4. Executing The Test Cases and Analyzing The Results

After writing the test cases, now you must go on with executing them according to the test plans you prepared earlier. You must pay utmost attention to comparing the actual outputs with the expected outputs for the predetermined inputs. If there is any difference in those two sets of outputs, make sure to document them in the order of most to least important. Maintaining proper records for the test results of each test case is essential as those records will let you know if the new code changes are affecting the existing codebase.

5. Performing Regression Tests

This is somewhat of an occasional step. As you have already seen in our regression testing article, these tests are performed to ensure that the new changes to the code are not harming the existing code. Hence, if in the result analysis phase mentioned above, it is found that the new code changes that are being deployed are causing new issues in the application, regression tests should be performed. These are also super-important types of functional tests, and you can learn more about how to perform them from the article “How To Perform Regression Testing? The Complete Guide”.

Functional Testing Techniques

To perform the functional tests with maximum efficiency in different use case scenarios, different effective techniques are followed. We have jotted them down below.

1. End-user Based/System Tests

The phenomenon of these tests is testing the combinations of all the functionalities that the users use to perform their tasks. For example, posting an image on Facebook will need to perform the following tasks -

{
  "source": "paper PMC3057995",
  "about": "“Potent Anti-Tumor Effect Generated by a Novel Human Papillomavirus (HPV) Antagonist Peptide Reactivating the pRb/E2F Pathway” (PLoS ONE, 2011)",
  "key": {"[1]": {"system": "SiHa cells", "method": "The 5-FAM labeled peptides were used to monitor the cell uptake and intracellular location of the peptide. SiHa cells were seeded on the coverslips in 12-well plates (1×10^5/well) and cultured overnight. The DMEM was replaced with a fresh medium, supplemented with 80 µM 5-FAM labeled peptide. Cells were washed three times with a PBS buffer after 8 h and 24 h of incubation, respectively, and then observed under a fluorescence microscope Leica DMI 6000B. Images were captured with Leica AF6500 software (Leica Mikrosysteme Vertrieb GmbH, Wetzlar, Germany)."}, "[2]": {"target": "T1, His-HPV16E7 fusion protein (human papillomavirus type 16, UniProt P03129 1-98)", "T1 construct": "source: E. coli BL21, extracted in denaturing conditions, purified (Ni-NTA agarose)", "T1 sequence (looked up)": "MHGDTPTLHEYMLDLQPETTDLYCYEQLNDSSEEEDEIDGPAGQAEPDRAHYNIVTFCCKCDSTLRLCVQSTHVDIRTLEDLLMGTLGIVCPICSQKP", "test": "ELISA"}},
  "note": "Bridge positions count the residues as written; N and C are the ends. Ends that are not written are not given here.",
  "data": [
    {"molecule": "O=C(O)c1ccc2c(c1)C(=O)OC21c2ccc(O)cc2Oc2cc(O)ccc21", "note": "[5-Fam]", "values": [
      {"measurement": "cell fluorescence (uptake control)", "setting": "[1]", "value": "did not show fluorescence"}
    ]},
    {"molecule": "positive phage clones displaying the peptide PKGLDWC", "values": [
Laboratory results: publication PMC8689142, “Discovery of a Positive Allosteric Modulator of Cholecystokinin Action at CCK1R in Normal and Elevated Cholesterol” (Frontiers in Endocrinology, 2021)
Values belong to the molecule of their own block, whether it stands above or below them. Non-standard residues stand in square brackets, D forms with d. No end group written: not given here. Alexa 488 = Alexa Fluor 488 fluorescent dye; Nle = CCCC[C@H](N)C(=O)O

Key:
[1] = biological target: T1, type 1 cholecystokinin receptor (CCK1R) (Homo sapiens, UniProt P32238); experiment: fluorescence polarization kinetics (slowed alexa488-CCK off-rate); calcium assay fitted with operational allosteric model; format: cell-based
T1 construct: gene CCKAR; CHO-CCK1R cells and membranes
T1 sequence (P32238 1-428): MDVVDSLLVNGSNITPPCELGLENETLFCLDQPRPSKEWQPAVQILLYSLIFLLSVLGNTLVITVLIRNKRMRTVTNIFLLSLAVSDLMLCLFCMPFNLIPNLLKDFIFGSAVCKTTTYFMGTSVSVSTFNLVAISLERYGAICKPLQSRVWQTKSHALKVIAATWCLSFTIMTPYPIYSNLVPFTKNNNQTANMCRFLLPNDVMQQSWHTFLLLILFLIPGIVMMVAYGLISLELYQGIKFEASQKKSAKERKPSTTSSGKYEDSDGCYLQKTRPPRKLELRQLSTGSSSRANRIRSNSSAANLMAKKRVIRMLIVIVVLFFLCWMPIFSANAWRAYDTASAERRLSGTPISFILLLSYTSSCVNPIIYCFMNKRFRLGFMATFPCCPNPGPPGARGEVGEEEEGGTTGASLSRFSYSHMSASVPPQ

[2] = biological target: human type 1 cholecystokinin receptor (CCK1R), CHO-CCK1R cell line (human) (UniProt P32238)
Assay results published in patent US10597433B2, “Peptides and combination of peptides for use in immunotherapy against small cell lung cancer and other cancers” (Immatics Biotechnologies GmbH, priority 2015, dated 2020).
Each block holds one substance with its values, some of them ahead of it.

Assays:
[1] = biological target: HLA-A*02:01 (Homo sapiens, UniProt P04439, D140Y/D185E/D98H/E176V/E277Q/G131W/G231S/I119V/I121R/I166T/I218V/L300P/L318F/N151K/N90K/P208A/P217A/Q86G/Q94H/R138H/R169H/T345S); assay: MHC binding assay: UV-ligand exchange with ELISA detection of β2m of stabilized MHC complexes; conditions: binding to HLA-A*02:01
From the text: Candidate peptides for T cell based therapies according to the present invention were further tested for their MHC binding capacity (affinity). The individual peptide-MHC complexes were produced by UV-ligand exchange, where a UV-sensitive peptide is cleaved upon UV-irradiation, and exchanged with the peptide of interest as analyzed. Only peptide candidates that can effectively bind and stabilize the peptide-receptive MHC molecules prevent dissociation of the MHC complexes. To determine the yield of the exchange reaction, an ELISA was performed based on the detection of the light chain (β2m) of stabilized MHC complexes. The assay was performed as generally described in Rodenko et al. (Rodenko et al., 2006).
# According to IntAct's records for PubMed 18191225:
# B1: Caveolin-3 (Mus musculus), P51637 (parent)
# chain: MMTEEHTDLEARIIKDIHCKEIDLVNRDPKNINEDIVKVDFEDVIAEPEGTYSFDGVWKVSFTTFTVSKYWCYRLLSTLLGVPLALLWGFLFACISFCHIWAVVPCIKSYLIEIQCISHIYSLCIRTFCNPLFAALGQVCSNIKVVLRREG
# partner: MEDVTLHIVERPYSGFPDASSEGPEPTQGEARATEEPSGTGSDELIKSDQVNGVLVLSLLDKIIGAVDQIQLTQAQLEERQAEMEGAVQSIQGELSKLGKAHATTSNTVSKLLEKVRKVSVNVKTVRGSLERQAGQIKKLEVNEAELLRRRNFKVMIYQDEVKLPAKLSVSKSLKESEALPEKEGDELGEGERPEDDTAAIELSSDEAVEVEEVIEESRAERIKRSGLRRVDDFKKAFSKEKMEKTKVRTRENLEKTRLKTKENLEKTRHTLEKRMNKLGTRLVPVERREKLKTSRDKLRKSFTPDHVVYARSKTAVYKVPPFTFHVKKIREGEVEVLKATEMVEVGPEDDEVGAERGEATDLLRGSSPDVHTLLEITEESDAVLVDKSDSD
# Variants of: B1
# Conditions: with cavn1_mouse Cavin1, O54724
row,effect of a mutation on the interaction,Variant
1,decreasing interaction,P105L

• Logging on to Facebook.com.
  • Entering your User ID and Password.
  • Clicking the “Log in” button.
  • Clicking the “Upload Photos/Videos” button.
  • Selecting the image.
  • Entering any caption or description if you want.
  • Clicking the upload button.

Hence, to ensure that all the UI components involved in the task are working properly, you must test the entire combination of the components.

2. Equivalence Tests

In this functional testing technique, the test data is divided into multiple partitions, and the data in each partition is expected to respond in the same way. That means if the condition that is being tested works in one partition, it must work in the other partitions too. For example, in any form, there must be a specific character limit of 10 digits for an Indian mobile number in an input field, and it must accept numbers only. So, if someone tries to enter any type of data other than numbers, the input field should not allow that. And, the same should happen when someone tries to enter a number with more than 10 digits, and for every other case except the ideal one.

3. Boundary Value Tests

These tests somehow have the specific objective of checking the system’s behavior when there are boundary values or data limits set for different components of the system. For example, if the minimum character limit is set as 8 for an input data type, the boundary value tests should check the response of the system when any data is entered in a format other than the set boundary values. If the entered inputs are less than the boundary values, the tests are considered negative testing.

4. Decision-based Tests

As the name suggests, these tests check for the accuracy of an outcome based on a decision taken. That means these tests will ensure that the expected results are being received when a particular condition is met. For example, if we consider the case of image uploading that we saw in the previous part, the decision-based tests that can be performed are -

  • If the user enters incorrect login details, the page will show warnings about incorrect details. Sometimes, the entire page should be reloaded.
  • If the user enters the correct login details, the system should let the user enter his/her profile and take the user to the home page.
  • If the user enters the correct login details but cancels the login, the system should not open his/her profile and instead should reload the login page.

So, similarly, numerous test cases can be created based on the huge number of decisions possible to be taken at any point of operation.

5. Ad-hoc Tests

The specialty of these tests is that these tests are expected to put light on the issues that were not identified earlier by any other test. These tests usually have the target of breaking the system and checking how it responds. For example, if a user instructs the system to delete or deactivate his/her account while being logged in and performing other tasks. So, the actions of the system in such a new situation are tested through ad-hoc tests.